Coin: Two British teenagers discover 1,000-year-old coins that used to be used as metal detectors

Discover 1,000-year-old coins

One of these coins was a silver penny for the brief reign of Harold II in 1066. This coin is from the time of Henry. Two British teenagers also discovered a pair of rare, 1,000-year-old coins separated by a metal detector.

According to a statement from Hanson Auctioneers, which is set to present the coins in the upcoming sale, 16-year-old Walter Taylor – who first started metal detecting at the age of 4 – was found in an area in south Essex in 1106. Got silver money.

Pickering says that “I didn’t expect to come across such a rare and remarkable coin,” and now I can’t imagine ever finding something so special again. I silver penny is one of three known to survive today, reported Daniel Hickey for the Eastern Daily Press.

Two British teenagers discover 1,000-year-old coins that used to be used as metal detectors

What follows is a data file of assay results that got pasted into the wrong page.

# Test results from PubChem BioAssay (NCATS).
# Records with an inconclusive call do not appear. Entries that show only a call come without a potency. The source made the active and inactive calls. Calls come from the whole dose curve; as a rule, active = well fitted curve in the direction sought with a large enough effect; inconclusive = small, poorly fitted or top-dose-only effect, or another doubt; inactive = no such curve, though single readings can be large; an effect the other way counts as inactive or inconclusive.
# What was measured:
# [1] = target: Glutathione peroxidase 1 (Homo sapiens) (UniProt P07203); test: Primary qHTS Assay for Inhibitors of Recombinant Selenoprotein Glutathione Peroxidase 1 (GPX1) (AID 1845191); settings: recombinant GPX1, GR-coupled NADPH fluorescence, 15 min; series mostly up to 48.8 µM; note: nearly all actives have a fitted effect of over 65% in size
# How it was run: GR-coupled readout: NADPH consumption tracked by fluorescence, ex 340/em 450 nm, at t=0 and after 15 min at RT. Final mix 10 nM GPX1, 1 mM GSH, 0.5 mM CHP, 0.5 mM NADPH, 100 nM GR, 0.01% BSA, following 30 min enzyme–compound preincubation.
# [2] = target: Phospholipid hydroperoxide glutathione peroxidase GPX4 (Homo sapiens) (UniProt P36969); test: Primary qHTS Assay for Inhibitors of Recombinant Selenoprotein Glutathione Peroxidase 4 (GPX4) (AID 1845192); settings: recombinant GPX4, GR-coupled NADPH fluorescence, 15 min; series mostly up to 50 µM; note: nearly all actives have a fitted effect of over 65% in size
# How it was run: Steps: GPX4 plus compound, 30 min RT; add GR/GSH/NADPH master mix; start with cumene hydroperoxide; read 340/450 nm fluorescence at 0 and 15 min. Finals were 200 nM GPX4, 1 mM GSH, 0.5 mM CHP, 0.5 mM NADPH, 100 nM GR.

Coins minted during Harold’s reign are rare, as the Anglo-Saxon king had only reigned for nine months at that time. And in 1066, William the Conqueror invaded England, defeated Harold at the Battle of Hastings, and began a century of Norman rule.

Jeff Stark of Coin World notes that since the 950th anniversary of the Battle of Hastings in 2016, the demand for coins from Harold’s reign has increased. To commemorate the occasion, the Royal Mint of the United Kingdom issued a 50 pence coin based on the famous Bayeux Tapestry.

In January 2019, a group of friends searching a field in Somerset discovered a hoard of 2,528 coins bearing the likeness of both Harold and his successor, William. Pickering isn’t the only metal detectorist to stumble upon the Harold coin in recent years.

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